It was a sunny autumnal Sunday, with exhilarating clear yellow light, the Cascade and Olympic Mountains both visible with their dusting of snow, and Mt. Rainier casting a dark silhouette, crisp and looming.
A day for two memorable experiences.
With my husband spending the day on an airplane, good friends offered to take me with them to a concert of an ensemble of musicians from the Israel Defense Forces, given at a local Reform Temple. An annual event, it raises awareness of Friends of the IDF, a volunteer group that provides non-combat-related support for the men and women protecting Israel.
I wasn't prepared for the reception we received. Lining the street in front of the Temple were several clusters of protesters, wielding signs denouncing the "occupation" of Palestinian lands. One held a sign reading "Stop Israeli State Terrorism." A fifty-foot-long banner blared "Stop the Siege on Gaza." Perhaps 35 people hovered near the entrance to the program, menacingly glaring at all who walked toward the door. Each one, without exception, hoisting some placard or sash. Some announced their bearers as Jews. Several police cars were parked nearby.
Sponsors of the event stood on the Temple front patio welcoming concert-goers. "Thank you for coming," they smiled. "Come right in." They were well aware that the protesters' aim was to intimidate. One man entering the venue spit on the ground in front of one of the picketers, and called another who advertised he was Jewish "anti-Semitic." He received no response.
Inside, six musicians and three talented singers in khaki uniforms accented in red performed modern standards and Jewish favorites, encouraging the audience to clap the rhythm and sing familiar lyrics. The second woman fighter pilot, diminutive 24-year-old Lieut. Naami, described her path to the cockpit. The local volunteers who raise money to help families of fallen soldiers, provide recreational and supplementary support in the field, contribute college scholarships to veterans and purchase mobile clubs, gyms and synagogues spoke of their work. Finally, the ensemble's lively harmonies roused many in the audience to traditional dance.
Not a very threatening gathering. But very ominous if you believe Israel should not exist. Israel is the only democracy in its region, where Arab citizens, who make up about 20% of the electorate, have a say in the government. I found it ironic that those who would remove such liberty from the mid-east's one free enclave would use that very freedom to heckle people walking to a charity concert.
Later, we attended a screening of the film "Lonely Man of Faith," a biography of Rav Joseph B. Soloveichik, considered the founder of Jewish "Modern Orthodoxy" in America. The film, a first effort by Ethan Isenberg, a 31-year-old former computer programmer who, after absorbing much of the Rabbi's approach at Yeshiva University and in Israel, spent years "on spec" gathering the biographical information and interviews that are movingly combined in this film.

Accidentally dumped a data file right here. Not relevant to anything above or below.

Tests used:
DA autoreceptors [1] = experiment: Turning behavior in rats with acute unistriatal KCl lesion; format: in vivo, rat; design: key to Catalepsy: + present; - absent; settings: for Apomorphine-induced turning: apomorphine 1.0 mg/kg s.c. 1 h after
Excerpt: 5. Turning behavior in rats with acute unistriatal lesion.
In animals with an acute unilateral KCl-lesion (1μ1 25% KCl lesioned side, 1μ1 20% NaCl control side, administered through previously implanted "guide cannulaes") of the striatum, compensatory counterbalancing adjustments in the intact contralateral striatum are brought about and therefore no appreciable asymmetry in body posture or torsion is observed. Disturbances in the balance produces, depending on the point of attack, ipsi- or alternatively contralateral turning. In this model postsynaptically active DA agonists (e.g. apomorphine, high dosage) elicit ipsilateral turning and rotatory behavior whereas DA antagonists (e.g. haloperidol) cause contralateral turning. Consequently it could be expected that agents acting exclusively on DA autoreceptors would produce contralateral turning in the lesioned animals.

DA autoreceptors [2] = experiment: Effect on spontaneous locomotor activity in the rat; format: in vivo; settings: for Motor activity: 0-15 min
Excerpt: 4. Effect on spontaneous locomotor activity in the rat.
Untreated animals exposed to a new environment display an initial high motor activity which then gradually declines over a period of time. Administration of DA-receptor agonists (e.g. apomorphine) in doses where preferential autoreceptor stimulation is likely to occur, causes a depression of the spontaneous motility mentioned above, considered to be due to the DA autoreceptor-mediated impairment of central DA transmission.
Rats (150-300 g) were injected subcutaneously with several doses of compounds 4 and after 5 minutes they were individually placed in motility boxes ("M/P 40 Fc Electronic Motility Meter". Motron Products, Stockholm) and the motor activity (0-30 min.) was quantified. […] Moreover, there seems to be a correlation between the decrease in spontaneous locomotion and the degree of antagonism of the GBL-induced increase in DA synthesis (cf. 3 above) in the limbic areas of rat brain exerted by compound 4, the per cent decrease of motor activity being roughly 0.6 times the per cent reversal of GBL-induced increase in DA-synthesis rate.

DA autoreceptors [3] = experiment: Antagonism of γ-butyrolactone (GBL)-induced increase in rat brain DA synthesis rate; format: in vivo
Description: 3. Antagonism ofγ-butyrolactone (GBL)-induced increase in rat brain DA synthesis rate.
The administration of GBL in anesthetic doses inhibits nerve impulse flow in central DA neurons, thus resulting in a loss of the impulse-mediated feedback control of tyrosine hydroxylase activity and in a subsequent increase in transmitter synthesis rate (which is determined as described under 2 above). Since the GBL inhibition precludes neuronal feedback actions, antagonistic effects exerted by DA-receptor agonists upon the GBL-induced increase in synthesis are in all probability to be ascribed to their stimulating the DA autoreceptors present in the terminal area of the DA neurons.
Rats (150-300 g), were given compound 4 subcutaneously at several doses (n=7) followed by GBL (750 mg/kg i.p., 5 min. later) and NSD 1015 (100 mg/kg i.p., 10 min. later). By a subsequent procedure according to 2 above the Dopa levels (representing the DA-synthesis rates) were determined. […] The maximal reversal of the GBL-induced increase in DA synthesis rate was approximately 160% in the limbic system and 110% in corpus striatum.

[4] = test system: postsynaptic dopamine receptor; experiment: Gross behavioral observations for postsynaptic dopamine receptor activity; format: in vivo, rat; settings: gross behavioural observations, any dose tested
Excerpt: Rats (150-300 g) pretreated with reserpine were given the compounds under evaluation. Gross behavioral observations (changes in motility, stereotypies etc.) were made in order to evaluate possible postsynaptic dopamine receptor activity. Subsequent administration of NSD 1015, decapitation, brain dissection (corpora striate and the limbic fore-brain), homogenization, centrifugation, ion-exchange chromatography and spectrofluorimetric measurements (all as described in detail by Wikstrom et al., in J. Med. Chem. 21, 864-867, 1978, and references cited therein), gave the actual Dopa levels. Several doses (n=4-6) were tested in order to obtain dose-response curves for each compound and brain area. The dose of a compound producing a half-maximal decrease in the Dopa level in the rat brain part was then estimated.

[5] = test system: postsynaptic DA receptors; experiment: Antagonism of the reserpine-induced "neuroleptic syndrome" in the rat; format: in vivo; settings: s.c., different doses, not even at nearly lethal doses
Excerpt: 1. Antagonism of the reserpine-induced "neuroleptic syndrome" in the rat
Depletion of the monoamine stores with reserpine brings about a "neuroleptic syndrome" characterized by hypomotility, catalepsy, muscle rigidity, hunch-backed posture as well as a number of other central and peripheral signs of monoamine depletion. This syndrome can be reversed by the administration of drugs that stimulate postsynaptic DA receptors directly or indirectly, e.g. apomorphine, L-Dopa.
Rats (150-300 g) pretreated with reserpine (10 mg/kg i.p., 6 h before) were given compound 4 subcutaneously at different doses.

What we see is the melding of old and new worlds--how a genius from a distinguished rabbinical family from White Russia who fled to Poland and finally the United States, evolved an outlook that could combine a rigorous, academic approach to scriptures with the challenges of a fast-paced, assimilationist culture. In the film, he is presented as an enigma, one who tried to lift standards of his community in Boston while at the same time overlaying a flexibility and plasticity demanded by American life.
For his efforts, he was baselessly accused of sinister motives and theft, completely cleared only after stressful years of conflict. His insistence that women receive top-flight education, and his creation of Orthodox day schools where boys and girls learned together, was controversial among the traditional, and subversive among the assimilationists who were the vast majority of Jews in America.
Finally, he gained not only respect but reverence. Considered among the most eminent Torah scholars and teachers in America, he led Yeshiva University in New York, as well as its women's branch, Stern College, to prominence as the premier centers of Jewish philosophical and halachic (law) study. Yet after four decades of teaching, which included his significant The Lonely Man of Faith essay, Rav Soloveichik (1903-1993) is still unknown by almost all Jews in America and elsewhere.
The film does not really explain The Rav's philosophies, which, given their complexity and depth, would be impossible. But it hints at his torment and difficulty carrying Torah through the pivot of revolutionary world events--escape from persecution, pre-war Poland, struggles in America, the scourge of the holocaust, the birth of Israel, and the advent of the technological age intersecting with the Age of Aquarius.
Witnessing today the anger of the protesters at the FIDF concert, and the challenges of Rav Soloveichik, I feel very small. I look at the insignificant decisions of our privileged lives--even as we watch our savings shrivel in the current financial squeeze--and see both how much more I could learn and how blessed we all are to have so many paths already forged for us.
This is the week of Thanksgiving. I'm planning to cook the traditional turkey (the only time of the year my oven contains real meat) but today's events remind me that the holiday is not about the food in our stomachs, but about the intellectual and spiritual sustenance of the friends and teachers we are so fortunate to know, and the environment in which we are free to enjoy them.